Mondal said that farmers in India plant winter crops because there is not much room available for agriculture expansion in the country.

“Over half of the land area in India is pretty much taken in terms of agriculture. If we also want to protect the rich biodiversity in India, agricultural expansion does not appear to be a good option,” said Mondal. “What we can do is agriculture intensification, meaning that we can keep using the same land multiple times a year to produce food in an environmentally sustainable way.”

The researchers used satellite data to measure Indian winter cropped areas, a key determinant of cropping intensity. They then linked the satellite data to census information about the three main types of irrigation infrastructure in India: shallow "dug wells," deeper tube wells and canals that divert surface water.

Linking the two datasets allowed them to determine the relative efficacy of each irrigation method. That, in turn, enabled them to estimate potential future acreage losses and the ability of canal expansion to fill the gap.

The study's worst-case scenario found that winter cropped areas could decrease by up to 20 percent nationwide and by 68 percent in the most severely affected regions, if farmers lose all access to groundwater and if that irrigation water is not replaced from another source. The expected losses would largely occur in northwest and central India, according to the study.

The researchers also found that increased distance from existing irrigation canals is strongly associated with decreased acreage planted with winter crops. In the future, a greater reliance on canals could increase inequity related to irrigation access, according to the authors.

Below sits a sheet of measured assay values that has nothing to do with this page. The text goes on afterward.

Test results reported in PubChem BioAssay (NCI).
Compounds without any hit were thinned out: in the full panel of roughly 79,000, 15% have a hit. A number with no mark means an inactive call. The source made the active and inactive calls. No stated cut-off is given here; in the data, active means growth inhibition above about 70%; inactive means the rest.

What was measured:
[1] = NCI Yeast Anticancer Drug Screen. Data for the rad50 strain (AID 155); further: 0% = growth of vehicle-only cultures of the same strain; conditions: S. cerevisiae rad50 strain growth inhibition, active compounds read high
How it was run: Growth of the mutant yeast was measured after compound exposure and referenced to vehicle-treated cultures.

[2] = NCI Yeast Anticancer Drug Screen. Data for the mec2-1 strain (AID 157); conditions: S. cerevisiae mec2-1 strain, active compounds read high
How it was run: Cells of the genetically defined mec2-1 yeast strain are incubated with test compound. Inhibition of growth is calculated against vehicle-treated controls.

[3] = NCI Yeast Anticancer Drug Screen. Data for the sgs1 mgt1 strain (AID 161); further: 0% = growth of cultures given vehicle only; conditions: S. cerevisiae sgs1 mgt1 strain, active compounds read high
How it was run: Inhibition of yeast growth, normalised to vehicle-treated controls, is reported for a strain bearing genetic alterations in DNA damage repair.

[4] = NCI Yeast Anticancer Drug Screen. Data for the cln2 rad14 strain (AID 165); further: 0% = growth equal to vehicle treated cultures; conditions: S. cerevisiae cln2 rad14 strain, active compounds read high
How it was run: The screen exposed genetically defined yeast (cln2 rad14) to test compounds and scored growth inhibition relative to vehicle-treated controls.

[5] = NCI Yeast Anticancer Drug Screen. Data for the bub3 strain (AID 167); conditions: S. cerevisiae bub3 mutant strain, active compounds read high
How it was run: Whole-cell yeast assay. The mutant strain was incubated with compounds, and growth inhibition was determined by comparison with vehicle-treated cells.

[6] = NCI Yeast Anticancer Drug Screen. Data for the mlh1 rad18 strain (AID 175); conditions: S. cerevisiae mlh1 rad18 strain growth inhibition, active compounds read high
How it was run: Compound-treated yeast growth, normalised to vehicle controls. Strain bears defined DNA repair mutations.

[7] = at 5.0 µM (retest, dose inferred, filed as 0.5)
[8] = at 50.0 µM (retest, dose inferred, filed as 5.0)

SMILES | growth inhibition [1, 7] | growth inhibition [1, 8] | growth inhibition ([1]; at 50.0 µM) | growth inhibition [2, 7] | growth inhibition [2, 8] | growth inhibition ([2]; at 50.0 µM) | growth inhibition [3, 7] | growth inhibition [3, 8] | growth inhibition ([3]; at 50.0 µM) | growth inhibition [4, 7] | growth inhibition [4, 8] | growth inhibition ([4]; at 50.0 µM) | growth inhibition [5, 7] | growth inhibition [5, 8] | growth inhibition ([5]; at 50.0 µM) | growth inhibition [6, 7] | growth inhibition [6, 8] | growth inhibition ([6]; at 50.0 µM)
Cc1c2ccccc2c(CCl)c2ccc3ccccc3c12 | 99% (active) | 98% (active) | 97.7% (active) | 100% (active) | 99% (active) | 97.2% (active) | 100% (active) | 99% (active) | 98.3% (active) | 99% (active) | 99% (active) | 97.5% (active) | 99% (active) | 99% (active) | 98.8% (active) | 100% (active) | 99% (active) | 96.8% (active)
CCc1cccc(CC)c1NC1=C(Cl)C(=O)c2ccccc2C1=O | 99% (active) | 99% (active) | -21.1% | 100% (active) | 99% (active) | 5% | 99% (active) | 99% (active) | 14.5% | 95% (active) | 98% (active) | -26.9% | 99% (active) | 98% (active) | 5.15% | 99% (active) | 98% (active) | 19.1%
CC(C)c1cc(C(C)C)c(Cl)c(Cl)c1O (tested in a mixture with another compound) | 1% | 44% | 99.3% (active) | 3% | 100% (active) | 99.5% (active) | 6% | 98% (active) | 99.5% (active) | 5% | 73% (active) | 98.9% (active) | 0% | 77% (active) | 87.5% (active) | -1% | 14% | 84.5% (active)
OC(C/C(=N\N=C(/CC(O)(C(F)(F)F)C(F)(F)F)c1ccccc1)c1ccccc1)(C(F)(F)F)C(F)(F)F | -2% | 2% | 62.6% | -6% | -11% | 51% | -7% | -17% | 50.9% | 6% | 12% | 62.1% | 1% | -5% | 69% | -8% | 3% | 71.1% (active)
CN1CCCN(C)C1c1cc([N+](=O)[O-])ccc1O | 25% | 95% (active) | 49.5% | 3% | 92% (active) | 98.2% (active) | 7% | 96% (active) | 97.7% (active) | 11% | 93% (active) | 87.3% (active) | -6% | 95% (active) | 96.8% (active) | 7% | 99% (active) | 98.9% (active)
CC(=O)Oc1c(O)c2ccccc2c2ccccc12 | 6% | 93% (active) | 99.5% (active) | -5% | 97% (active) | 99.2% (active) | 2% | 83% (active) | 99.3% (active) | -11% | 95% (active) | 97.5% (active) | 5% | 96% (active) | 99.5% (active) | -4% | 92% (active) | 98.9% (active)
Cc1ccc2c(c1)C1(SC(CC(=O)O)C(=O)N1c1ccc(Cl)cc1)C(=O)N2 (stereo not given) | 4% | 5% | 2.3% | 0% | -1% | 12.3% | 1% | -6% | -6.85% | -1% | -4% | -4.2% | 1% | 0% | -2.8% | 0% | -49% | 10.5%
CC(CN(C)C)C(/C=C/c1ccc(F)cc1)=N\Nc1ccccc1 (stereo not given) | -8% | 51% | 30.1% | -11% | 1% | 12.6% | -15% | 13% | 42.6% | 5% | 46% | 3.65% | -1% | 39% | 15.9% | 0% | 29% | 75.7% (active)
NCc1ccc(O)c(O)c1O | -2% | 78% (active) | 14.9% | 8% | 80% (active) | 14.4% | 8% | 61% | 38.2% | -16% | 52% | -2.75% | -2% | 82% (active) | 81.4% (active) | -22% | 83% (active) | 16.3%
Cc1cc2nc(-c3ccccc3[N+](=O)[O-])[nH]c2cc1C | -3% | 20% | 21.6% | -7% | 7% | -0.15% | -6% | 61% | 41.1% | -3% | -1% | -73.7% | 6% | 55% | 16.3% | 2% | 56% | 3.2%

“Even if you shift the reliance to canal irrigation as has been suggested at some government levels, we still see a significant winter crop loss,” said Mondal. “Our data show that canal irrigation would not be able to recover all the crop losses that we would see from losing the groundwater that we have.”

In addition, the lakes and rivers that feed irrigation canals rise and fall in response to rainfall variability, unlike deep groundwater wells. So, a greater reliance on canal irrigation in the future would result in increased sensitivity to year-to-year precipitation fluctuations, as well as any long-term trends due to human-caused climate change.

The authors of the Science Advances study, in addition to Jain and Mondal, are Ram Fishman of Tel Aviv University; Gillian Galford of the University of Vermont; Nishan Bhattarai of the U-M School for Environment and Sustainability; Shahid Naeem, Upmanu Lall and Ruth DeFries of Columbia University; and Balwinder Singh of the International Maize and Wheat Improvement Center in New Delhi.

The work was funded by a NASA New Investigator Award to Jain and two NASA Land Cover and Land Use Change grants, one awarded to DeFries and one to Jain.